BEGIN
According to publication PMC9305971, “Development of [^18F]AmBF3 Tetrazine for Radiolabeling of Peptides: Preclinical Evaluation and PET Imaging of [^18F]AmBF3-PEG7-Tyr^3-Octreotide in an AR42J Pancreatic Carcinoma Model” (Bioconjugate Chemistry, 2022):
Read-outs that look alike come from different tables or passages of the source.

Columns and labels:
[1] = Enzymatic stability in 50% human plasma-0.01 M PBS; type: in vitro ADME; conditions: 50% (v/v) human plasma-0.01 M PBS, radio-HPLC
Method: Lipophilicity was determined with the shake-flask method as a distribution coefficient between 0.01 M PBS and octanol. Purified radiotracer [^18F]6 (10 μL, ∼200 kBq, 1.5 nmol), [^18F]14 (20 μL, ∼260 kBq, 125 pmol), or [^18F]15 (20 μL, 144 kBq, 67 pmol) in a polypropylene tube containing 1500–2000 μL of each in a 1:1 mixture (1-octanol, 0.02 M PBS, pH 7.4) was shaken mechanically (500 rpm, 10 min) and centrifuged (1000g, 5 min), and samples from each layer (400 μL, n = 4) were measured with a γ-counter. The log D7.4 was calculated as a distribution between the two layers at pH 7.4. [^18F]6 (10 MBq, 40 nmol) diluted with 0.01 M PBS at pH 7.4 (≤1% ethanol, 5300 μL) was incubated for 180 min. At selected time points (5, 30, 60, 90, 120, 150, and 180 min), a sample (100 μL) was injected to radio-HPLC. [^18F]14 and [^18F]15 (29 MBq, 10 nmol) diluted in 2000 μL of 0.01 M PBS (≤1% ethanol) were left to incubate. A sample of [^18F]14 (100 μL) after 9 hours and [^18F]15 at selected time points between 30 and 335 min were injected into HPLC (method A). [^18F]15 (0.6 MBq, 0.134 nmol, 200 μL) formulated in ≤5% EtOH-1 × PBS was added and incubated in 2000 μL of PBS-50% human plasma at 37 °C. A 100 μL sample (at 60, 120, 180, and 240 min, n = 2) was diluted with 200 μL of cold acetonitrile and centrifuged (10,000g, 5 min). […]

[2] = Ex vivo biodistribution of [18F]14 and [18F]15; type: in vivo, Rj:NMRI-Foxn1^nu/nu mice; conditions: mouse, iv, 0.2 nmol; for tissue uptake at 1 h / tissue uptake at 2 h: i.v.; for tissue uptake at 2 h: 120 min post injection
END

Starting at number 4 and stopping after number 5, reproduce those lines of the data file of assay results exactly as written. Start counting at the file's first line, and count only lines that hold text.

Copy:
[1] = Enzymatic stability in 50% human plasma-0.01 M PBS; type: in vitro ADME; conditions: 50% (v/v) human plasma-0.01 M PBS, radio-HPLC
Method: Lipophilicity was determined with the shake-flask method as a distribution coefficient between 0.01 M PBS and octanol. Purified radiotracer [^18F]6 (10 μL, ∼200 kBq, 1.5 nmol), [^18F]14 (20 μL, ∼260 kBq, 125 pmol), or [^18F]15 (20 μL, 144 kBq, 67 pmol) in a polypropylene tube containing 1500–2000 μL of each in a 1:1 mixture (1-octanol, 0.02 M PBS, pH 7.4) was shaken mechanically (500 rpm, 10 min) and centrifuged (1000g, 5 min), and samples from each layer (400 μL, n = 4) were measured with a γ-counter. The log D7.4 was calculated as a distribution between the two layers at pH 7.4. [^18F]6 (10 MBq, 40 nmol) diluted with 0.01 M PBS at pH 7.4 (≤1% ethanol, 5300 μL) was incubated for 180 min. At selected time points (5, 30, 60, 90, 120, 150, and 180 min), a sample (100 μL) was injected to radio-HPLC. [^18F]14 and [^18F]15 (29 MBq, 10 nmol) diluted in 2000 μL of 0.01 M PBS (≤1% ethanol) were left to incubate. A sample of [^18F]14 (100 μL) after 9 hours and [^18F]15 at selected time points between 30 and 335 min were injected into HPLC (method A). [^18F]15 (0.6 MBq, 0.134 nmol, 200 μL) formulated in ≤5% EtOH-1 × PBS was added and incubated in 2000 μL of PBS-50% human plasma at 37 °C. A 100 μL sample (at 60, 120, 180, and 240 min, n = 2) was diluted with 200 μL of cold acetonitrile and centrifuged (10,000g, 5 min). […]